Young Religious Voters Focus on Social Justice

April 28, 2008

A new piece from The Associated Press suggests that some young voters of faith will be voting with regard to social justice issues. The piece notes the drastic diversion from the 2000 and 2004 elections, when so-called religious voters turned out in droves for President Bush.

There is "a growing number of other young, left-leaning believers are entering the political arena as campaign aides, lobbyists, grass-root activists and engaged voters. They are trying to expand the focus of faith-based politics beyond the religious right's hot-button issues of abortion and gay marriage. And they are placing social justice issues, like poverty and war, at the intersection of their moral and political decision making...

"In three decades I've never seen this sort of student-youth involvement," said Jim Wallis, author of the best-seller "The Great Awakening." "I do think there's a major shift under way."

The shift of young faith-based voters both dramatic and complex. "They're leaving the Republican Party in droves, but they're not automatically Democrats," Wallis said. "They're not going to jump in the pocket of the Democratic Party the way they did with the Republican Party."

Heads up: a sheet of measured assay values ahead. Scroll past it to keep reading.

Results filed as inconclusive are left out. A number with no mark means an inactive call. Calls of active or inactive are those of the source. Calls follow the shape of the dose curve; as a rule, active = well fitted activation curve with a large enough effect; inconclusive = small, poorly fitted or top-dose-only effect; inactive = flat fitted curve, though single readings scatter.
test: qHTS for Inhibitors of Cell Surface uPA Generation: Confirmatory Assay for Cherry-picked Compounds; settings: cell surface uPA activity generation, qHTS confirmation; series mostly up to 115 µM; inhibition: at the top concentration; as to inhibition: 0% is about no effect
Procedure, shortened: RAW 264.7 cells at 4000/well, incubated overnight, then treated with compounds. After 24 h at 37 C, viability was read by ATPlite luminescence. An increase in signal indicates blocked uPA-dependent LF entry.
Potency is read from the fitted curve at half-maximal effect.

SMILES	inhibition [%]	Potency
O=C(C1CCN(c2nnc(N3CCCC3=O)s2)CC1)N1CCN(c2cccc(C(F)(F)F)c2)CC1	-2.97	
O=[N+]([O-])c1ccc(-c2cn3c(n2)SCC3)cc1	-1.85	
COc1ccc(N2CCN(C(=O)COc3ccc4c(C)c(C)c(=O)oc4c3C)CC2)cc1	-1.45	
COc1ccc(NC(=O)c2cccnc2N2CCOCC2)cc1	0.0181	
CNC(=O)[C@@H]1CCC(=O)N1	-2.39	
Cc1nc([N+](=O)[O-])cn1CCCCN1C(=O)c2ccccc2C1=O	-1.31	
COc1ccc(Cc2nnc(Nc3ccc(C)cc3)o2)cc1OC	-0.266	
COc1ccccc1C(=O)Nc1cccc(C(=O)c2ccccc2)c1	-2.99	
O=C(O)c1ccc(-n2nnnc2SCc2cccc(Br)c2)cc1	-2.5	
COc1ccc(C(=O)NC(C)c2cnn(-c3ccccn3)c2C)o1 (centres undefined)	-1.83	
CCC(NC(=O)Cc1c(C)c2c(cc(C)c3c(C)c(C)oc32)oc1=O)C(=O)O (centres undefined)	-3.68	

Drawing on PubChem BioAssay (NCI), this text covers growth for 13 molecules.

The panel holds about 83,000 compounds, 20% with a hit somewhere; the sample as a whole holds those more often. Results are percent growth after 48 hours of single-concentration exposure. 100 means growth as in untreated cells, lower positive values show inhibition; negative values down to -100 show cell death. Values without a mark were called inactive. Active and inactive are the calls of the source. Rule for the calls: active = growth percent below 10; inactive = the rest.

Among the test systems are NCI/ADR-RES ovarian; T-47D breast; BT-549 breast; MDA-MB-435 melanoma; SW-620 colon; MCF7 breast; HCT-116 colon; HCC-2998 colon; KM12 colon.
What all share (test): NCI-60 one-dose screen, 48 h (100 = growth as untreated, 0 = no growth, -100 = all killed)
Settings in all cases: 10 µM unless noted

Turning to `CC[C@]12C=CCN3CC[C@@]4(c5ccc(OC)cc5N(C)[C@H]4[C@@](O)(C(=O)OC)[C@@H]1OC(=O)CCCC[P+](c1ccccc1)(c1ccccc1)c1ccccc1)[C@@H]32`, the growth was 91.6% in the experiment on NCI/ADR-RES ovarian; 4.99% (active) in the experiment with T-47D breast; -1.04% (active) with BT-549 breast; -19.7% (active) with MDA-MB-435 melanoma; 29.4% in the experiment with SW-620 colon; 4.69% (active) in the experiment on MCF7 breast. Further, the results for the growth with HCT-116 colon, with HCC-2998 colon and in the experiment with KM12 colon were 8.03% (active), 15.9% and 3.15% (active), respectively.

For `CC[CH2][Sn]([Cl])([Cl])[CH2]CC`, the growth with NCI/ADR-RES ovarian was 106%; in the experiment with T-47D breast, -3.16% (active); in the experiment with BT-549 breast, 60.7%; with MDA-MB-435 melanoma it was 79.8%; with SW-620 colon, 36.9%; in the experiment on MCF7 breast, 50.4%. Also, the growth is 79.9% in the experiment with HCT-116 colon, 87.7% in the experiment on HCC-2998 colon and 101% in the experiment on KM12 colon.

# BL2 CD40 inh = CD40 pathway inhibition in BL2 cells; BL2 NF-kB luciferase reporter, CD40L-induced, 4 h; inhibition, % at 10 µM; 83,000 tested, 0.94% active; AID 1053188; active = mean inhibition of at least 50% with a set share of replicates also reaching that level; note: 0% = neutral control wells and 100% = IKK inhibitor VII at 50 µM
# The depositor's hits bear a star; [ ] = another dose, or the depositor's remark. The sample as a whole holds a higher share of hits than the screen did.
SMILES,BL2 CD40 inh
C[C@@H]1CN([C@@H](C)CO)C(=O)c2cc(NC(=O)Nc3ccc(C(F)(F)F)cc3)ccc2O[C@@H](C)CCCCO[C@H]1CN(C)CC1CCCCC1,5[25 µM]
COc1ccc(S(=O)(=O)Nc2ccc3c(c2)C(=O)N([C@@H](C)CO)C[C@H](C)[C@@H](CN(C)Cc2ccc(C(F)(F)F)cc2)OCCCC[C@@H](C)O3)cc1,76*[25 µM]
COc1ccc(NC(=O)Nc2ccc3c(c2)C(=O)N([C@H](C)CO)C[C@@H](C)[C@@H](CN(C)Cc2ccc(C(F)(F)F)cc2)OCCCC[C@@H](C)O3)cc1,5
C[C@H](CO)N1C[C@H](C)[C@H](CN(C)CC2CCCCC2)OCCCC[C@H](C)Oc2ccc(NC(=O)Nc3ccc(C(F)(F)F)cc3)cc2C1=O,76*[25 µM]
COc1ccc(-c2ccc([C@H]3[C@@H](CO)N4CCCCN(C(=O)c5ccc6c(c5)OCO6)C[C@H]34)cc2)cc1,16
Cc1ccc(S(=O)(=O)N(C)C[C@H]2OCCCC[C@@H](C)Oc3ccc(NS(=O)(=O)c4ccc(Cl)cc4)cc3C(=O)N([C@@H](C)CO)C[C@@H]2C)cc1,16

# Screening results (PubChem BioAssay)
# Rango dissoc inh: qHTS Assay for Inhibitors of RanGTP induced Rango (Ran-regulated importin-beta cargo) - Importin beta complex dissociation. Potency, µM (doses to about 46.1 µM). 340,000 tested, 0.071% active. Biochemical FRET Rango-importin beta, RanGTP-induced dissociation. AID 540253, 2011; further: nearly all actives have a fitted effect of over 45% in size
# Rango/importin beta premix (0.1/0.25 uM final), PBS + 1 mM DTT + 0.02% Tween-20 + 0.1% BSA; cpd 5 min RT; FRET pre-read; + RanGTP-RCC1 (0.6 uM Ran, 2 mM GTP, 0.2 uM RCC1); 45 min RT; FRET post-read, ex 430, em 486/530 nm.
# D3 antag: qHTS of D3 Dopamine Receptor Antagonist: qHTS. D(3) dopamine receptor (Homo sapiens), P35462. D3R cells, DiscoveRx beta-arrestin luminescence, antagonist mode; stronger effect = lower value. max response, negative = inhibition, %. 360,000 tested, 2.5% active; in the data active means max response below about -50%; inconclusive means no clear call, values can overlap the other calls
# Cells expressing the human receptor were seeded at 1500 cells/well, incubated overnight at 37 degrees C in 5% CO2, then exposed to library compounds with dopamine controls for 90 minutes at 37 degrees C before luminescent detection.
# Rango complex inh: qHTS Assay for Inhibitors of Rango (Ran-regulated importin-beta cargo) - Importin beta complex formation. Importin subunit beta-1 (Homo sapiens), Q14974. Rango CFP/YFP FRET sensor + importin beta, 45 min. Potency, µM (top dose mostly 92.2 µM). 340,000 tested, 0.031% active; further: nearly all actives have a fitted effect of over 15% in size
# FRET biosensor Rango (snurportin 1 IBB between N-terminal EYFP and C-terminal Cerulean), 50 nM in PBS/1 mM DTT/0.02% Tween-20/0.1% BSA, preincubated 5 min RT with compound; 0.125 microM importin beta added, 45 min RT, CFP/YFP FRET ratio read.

As we've seen in the past, many young people are using their traditional beliefs to extend beyond single-issue candidacies and so-called values campaigns to decide for themselves what the issue du jour is. But these newly-named social values and reborn politics are more slated for the ever-growing Independent Party or "decline to state" voters.

And according to some, that may account for the major calling from faith based voters under 30 who contribute to the success of candidates like Barack Obama and Mike Huckabee.

"The message that Barack Obama tends to have definitely appeals to people in my generation, especially people in the faith and justice movement," said Jon Gromek, a 22-year-old organizing associate at Network, a Catholic social justice group based in Washington.

Gromek, who favors Obama, majored in theology and political science and sees his faith-based social work as part of a larger generational shift. "There's a growing movement of people, especially youth, who are ready to work on these issues, whether from a political or social standpoint."

One thing is for certain, these same beliefs are affecting the non-profit organizations across the country. More social justice organizations have developed in the past several years to fight genocide and help children in war-torn areas, not to mention hundreds of domestic-based organizations.

Whether through elections or issue campaigns, giving voice to young values has brought to light issues that campaigns often times lack and I believe our country is all the better for having the dialogue.

Ally Klimkoski has been a staff in numerous races from presidential campaigns to city council races. Ally also consults and provides trainings to interest groups and activist organizations nationwide. Ally is especially interested in global human rights issues and the ever-increasing wage disparity in the U.S.